There is a wonderful feeling that happens when you’re playing a video game and you can tell that the developers poured so much love and creativity into the final product. I got into JRPGs fairly late in my youth and am still working my way through a few classics but I have seen enough to recognize how much care the developers of Cris Tales took to make something that proudly reflects JRPGs of old with some new twists. However, I can’t say that they always hit the mark. Developed by Dreams Uncorporated and SYCK, Cris Tales is a love letter to classic JRPGs that has a lot of exceptional ideas and a fun cast of characters but holds itself back from achieving true greatness.
Cris Tales opens with a bold and striking art style. It is truly nothing short of gorgeous. Not since Gris have I truly looked at a game and just wanted to get lost in the beautiful artwork, and Cris Tales accomplished just that. Every backdrop pops with Colombian inspired architecture featuring a palette of colors that are vibrant yet easy on the eyes. The hand-drawn character models absolutely steal the show and I found myself often playing the game not necessarily for the combat or story but simply because I was excited to see what the next enemy or location would look like. Accompanying these stunning visuals is a wonderful soundtrack composed by Tyson Wenil. Classic JRPG fans will feel right at home with Wenil’s compositions as he fills out the already pleasant world with intoxicating melodies.
The game’s story revolves around Crisbell, an orphan girl who discovers her powers as a Time Mage upon meeting Matias, a time-traveling frog who enjoys wearing a top hat and bow tie. Crisbell’s time powers allow her to see the past, present, and future simultaneously. To accomplish this mechanic the game splits the screen into three parts; the left side of your screen will show you the past, the center is the present and the right is the future. Your decisions as Crisbell in the past and present are reflected throughout the world making a compelling case for completing every side quest.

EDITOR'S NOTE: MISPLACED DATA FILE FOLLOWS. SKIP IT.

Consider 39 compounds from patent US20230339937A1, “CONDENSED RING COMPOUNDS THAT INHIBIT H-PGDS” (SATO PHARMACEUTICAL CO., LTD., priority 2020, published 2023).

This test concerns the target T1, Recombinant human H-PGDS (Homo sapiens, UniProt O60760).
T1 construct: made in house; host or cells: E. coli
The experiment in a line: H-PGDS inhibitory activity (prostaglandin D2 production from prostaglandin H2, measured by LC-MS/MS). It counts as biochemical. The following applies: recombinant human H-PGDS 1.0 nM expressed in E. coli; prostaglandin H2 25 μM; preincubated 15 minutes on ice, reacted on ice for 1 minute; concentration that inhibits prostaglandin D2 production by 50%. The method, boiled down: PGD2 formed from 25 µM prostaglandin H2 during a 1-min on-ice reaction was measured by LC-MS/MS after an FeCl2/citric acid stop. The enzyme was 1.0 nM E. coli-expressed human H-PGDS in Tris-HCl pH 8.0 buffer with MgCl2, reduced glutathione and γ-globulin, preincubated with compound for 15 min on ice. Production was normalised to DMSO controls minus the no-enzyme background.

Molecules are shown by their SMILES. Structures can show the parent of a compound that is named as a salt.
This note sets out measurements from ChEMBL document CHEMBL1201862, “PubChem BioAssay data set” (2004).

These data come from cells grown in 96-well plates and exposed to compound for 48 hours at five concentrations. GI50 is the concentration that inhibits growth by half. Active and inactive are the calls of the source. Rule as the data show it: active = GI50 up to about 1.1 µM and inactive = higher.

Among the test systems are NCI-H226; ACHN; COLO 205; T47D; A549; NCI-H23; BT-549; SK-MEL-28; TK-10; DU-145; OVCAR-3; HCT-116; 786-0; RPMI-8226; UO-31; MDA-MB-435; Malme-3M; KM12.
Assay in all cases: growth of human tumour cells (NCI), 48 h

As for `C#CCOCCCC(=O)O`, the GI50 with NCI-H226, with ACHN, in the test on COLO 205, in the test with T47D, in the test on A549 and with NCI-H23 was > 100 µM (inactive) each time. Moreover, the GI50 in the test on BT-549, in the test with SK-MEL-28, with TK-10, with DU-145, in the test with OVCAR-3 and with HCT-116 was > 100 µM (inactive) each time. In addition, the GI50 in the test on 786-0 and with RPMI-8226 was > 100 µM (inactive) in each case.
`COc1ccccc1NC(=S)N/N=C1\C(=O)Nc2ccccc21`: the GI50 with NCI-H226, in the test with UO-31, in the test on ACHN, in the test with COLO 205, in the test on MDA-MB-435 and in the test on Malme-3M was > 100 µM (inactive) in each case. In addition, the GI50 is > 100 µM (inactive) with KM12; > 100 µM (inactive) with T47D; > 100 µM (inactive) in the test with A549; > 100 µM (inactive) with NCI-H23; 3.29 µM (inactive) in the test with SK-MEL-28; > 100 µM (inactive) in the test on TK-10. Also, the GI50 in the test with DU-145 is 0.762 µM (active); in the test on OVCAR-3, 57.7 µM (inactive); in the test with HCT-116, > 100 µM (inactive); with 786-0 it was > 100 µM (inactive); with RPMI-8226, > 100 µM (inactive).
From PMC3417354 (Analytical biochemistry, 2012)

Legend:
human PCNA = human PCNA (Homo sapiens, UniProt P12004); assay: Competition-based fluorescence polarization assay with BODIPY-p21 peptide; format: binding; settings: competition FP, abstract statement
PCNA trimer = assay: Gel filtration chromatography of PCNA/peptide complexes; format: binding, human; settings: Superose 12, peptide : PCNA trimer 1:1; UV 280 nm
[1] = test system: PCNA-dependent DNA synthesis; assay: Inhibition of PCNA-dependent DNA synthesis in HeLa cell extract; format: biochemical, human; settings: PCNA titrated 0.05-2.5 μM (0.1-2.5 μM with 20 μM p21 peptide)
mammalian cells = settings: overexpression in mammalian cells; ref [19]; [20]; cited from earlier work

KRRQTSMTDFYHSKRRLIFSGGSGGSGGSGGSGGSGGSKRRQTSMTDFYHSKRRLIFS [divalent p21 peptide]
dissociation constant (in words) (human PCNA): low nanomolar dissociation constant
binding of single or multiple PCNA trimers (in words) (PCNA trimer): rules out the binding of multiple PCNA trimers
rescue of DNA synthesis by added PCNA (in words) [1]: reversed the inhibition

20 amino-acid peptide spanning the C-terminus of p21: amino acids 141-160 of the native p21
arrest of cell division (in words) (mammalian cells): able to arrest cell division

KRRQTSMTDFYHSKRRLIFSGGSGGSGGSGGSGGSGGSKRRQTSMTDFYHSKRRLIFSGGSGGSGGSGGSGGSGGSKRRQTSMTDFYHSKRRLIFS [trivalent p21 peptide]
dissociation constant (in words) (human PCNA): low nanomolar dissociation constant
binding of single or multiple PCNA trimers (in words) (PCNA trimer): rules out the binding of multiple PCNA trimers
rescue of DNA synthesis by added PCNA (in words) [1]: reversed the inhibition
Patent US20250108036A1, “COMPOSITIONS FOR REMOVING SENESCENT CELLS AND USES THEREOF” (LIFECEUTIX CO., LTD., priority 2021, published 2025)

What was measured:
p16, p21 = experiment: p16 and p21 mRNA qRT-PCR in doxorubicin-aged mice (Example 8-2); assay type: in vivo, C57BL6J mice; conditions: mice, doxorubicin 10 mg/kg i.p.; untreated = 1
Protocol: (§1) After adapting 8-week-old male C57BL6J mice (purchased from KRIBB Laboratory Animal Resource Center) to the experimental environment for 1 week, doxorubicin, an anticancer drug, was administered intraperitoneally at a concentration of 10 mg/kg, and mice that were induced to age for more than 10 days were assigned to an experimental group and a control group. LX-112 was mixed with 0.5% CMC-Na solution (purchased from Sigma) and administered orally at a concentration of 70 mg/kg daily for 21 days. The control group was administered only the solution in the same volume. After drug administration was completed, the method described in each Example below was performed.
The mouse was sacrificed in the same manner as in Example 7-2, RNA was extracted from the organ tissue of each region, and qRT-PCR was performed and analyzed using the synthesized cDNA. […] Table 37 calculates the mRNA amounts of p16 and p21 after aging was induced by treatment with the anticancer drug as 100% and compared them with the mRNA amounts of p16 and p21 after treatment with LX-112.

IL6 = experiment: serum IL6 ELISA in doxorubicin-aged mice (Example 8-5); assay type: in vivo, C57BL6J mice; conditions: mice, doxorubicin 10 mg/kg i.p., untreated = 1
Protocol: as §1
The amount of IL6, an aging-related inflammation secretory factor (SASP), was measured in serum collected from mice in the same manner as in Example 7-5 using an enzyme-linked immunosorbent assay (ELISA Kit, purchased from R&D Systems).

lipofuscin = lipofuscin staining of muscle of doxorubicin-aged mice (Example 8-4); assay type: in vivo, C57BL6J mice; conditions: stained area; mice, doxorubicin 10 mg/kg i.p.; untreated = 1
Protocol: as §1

How could you not help the street musician that you can see turned to a life of crime in the future, or help the well-off family in the present but are starving in the future?
Most of these quests rely on tough decision-making as there are not enough resources to help everyone in the world. You’ll see yourself constantly reflecting upon moral quandaries in these quests. Cris Tales’ time travel mechanic influences the entire game meaning that decisions made in both side quests and main quests will have ramifications throughout the story. I enjoyed how nothing was ever inconsequential, my decisions in the game truly carried weight.
Throughout the game, Crisbell meets a motley crew of interesting and well-written characters all with their own personal struggles. Willhelm is a haggard time mage that has been alone and frozen as a child in his own personal timeline. Cristopher is from a broken family and seeking to avenge his dead brother. JKR-721 is an android seeking its place in the world. Zas is a cat person with a seemingly endless assortment of bombs and hammers in her little green bag. Together they must travel the four kingdoms to help Crisbell become strong enough to defeat the Time Empress who is hellbent on destroying the world.
This all might sound like a bog-standard JRPG story and, admittedly, it is. However, where Cris Tales shines is in the journey and not the destination. Slowly the dynamic between the party comes together and the overarching story about building their newly found rag-tag family is the strongest part of the narrative. Not to mention that every kingdom features its own self-contained story with narratives involving inequality, greed, and corruption. While the main villain was always the looming threat, it’s the smaller stories that were far more compelling to me. Some characters do end up being pretty one-note and a few side characters were forgettable, but Cris Tales still manages to create a great narrative with themes of family that permeate the story which I love to see.